Eric Smeal has been busy, to say the least.
Smeal recently returned from Atlanta where he was touring with New York alt rockers Taking Meds as a member of not one, but two, bands representing Charlotte — his indie rock brainchild Dollhands and emo punk rockers Stress Fractures. As soon as Smeal returned to the Queen City, Dollhands played an Amos’ Southend gig on a bill that sounds like a who’s who of New York City indie music blog Brooklyn Vegan: shoegazers Nothing, rocker Tony Molina and hardcore crew Candy.
The 22-year-old guitarist and frontman was just warming up, however, as now he’s preparing for the release party of his two bands’ collaborative EP Spring Break at Snug Harbor on April 5.
Smeal has a lot on his mind, but at the moment he’s recalling his recent discovery that Spin doesn’t think that much of his taste in music. Smeal posted on his Facebook page that the national music webzine rated all 109 Sleater-Kinney songs, and that his favorite came in close to dead last.
“I think it’s funny when stuff like that happens,” Smeal says laughing. The ranking grabbed his attention because Sleater-Kinney is one of his favorite bands, and his favorite song from them is “Pompeii,” which boasts massive guitar riffs. “I saw that they put ‘Pompeii’ at 106, and I was like, ‘Come on! Have some respect. It’s a good song.’”
Smeal’s respect for the insistent riff — and for the occasional underappreciated song — stems from an early age. He first picked up a guitar at 12 years old but didn’t start taking music seriously until he discovered the songs of actor, singer and songwriter Drake Bell. Smeal was captivated by Bell’s harmonies.
“My parents raised me on classic rock, so Drake Bell was the first music I found for myself,” Smeal remembers. He considers himself lucky that he got to share a stage with Bell years later, when Smeal was playing with yet another one of his bands, an emo side project called Group Text. “It was really strange for me because [Bell] was my first concert, too,” Smeal continues.
Through Group Text member Brett Green, Smeal was introduced to another key influence. Green, formerly of Mineral Girls and currently with self-described torture jazz collective Skewed, also works at Lunchbox Records. One day at the shop, Green turned Smeal onto Soft Sounds from Another Planet, a lo-fi dream-pop masterpiece by Korean-American musician Michelle Zauner’s solo project Japanese Breakfast. Smeal felt a connection with Zauner’s music and started to dig into her back catalog.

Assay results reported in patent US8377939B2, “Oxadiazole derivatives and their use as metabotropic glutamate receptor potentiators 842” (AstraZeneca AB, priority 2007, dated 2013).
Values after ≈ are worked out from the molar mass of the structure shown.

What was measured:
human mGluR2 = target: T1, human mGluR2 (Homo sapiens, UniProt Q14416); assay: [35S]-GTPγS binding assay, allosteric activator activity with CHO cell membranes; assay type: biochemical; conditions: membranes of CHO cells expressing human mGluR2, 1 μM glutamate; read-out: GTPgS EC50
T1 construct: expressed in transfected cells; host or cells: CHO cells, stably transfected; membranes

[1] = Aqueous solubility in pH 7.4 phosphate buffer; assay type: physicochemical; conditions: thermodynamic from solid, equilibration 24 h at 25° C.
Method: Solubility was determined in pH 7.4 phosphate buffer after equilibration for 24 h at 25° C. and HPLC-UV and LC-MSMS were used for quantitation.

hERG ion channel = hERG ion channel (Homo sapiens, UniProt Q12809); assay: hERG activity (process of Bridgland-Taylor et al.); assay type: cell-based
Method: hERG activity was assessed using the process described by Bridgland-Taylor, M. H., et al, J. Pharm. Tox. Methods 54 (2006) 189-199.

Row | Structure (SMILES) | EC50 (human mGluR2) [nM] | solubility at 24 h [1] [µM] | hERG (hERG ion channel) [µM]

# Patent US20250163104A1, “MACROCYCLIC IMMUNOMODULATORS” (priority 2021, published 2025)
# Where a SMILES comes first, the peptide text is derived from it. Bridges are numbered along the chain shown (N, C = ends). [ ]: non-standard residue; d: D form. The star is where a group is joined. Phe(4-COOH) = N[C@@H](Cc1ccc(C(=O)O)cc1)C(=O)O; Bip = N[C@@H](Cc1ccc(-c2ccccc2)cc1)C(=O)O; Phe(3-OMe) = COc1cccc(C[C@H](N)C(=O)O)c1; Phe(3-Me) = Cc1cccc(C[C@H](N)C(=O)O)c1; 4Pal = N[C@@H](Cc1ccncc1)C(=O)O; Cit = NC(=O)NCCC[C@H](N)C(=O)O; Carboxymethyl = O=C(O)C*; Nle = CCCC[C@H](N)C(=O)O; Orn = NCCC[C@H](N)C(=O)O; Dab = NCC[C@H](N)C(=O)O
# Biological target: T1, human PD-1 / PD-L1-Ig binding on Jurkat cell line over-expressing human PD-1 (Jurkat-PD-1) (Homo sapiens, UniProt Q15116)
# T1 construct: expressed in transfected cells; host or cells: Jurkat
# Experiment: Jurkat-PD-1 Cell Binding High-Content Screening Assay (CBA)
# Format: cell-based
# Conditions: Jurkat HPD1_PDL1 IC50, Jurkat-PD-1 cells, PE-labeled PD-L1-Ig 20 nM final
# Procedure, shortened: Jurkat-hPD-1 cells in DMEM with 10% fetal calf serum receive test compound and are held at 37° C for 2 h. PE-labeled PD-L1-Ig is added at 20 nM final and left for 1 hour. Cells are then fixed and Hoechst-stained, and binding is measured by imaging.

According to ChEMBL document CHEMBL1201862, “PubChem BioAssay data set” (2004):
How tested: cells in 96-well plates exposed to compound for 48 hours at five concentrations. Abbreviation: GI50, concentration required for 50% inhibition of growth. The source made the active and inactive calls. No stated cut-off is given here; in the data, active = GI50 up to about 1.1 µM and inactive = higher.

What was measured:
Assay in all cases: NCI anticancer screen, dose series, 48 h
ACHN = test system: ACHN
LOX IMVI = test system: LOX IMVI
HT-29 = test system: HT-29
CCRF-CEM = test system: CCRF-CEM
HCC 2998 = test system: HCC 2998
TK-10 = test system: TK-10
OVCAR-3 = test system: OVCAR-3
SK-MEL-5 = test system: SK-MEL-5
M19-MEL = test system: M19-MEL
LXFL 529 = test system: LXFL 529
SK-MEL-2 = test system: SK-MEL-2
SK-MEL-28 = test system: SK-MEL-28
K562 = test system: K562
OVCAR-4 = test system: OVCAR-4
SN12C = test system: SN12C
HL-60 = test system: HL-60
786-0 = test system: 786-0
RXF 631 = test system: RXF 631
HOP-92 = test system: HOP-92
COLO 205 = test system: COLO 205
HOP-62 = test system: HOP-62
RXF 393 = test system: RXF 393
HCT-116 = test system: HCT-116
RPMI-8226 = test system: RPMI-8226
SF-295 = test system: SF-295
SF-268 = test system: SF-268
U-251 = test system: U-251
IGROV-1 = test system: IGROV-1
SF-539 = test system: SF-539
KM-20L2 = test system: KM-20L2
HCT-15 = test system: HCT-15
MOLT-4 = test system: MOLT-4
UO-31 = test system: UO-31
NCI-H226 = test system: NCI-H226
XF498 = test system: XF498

“I can’t think of another songwriter who can convey so much passion in a single song like she does,” Smeal maintains. In what seems to be a recurring theme in his career, Smeal also got to play with Zauner.
“She’s one of my favorite musicians and it was an honor to to share a stage with her,” Smeal says. His only regret is that his reverence for Zauner’s music left him a little tongue-tied. When they met, Smeal could do little more than thank Zauner for her music and note that it helped him a lot through a hectic year.
Despite his encounters with indie rock icons and influences, Smeal’s most lasting connections are with Charlotte area musicians. While he was still a senior in high school, he released Dollhands’ first album Flare Gun. He wrote all the songs, played all the instruments and recorded it by himself in a week. Smeal maintains a D.I.Y. approach to recording. He took audio engineering classes at Central Piedmont Community College so he doesn’t have to go into a studio when he wants to cut new songs, and he works sound at The Milestone every Wednesday.
But Dollhands soon became a true group effort. The band currently consists of Smeal on guitar and vocals plus his long time friends Seth Wesner on drums and Martin Hacker-Mullen on bass. Hacker-Mullen is also the founder and leader of Stress Fractures, and in 2018 he casually recruited Smeal to play in his band.
“Stress Fractures has gone through a lot of lineup changes over the past couple of months,” Smeal explains. “For a while it was Martin, Liz [Neyman] and Marcus Wickham, but Marcus has moved to Nashville.”